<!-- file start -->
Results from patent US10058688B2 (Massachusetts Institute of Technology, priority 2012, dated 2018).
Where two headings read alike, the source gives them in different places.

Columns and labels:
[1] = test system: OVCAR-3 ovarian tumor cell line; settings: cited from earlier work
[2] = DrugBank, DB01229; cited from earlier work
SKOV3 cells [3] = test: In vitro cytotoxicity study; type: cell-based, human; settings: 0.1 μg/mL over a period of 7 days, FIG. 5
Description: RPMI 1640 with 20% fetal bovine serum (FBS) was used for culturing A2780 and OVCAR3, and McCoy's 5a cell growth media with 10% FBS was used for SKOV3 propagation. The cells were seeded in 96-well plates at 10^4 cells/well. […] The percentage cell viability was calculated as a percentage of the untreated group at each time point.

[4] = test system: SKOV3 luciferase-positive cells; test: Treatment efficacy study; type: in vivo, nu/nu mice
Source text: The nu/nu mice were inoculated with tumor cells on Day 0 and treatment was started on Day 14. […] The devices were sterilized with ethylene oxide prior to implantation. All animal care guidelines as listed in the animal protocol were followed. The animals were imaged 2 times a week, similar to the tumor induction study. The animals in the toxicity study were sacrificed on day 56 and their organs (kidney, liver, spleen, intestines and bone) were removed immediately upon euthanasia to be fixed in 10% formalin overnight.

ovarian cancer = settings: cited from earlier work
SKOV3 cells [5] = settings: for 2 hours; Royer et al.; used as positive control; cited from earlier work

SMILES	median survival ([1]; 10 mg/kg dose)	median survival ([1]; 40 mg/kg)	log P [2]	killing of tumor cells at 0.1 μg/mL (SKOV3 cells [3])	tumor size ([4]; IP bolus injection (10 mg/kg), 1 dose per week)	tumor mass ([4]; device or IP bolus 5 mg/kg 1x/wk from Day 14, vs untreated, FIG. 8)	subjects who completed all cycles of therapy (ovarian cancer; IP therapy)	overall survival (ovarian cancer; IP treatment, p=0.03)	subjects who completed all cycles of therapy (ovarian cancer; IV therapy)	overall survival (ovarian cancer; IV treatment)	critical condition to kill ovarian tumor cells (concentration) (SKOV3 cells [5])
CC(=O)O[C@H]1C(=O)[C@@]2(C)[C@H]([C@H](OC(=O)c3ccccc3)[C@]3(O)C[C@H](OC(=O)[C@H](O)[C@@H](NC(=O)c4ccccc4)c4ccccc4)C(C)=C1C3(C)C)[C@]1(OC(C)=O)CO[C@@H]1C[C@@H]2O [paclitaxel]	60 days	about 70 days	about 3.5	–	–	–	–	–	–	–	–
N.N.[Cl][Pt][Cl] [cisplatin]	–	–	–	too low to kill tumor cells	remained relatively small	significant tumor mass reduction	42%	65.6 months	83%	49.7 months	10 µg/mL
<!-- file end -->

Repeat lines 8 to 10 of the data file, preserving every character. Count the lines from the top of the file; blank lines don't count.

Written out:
[4] = test system: SKOV3 luciferase-positive cells; test: Treatment efficacy study; type: in vivo, nu/nu mice
Source text: The nu/nu mice were inoculated with tumor cells on Day 0 and treatment was started on Day 14. […] The devices were sterilized with ethylene oxide prior to implantation. All animal care guidelines as listed in the animal protocol were followed. The animals were imaged 2 times a week, similar to the tumor induction study. The animals in the toxicity study were sacrificed on day 56 and their organs (kidney, liver, spleen, intestines and bone) were removed immediately upon euthanasia to be fixed in 10% formalin overnight.

ovarian cancer = settings: cited from earlier work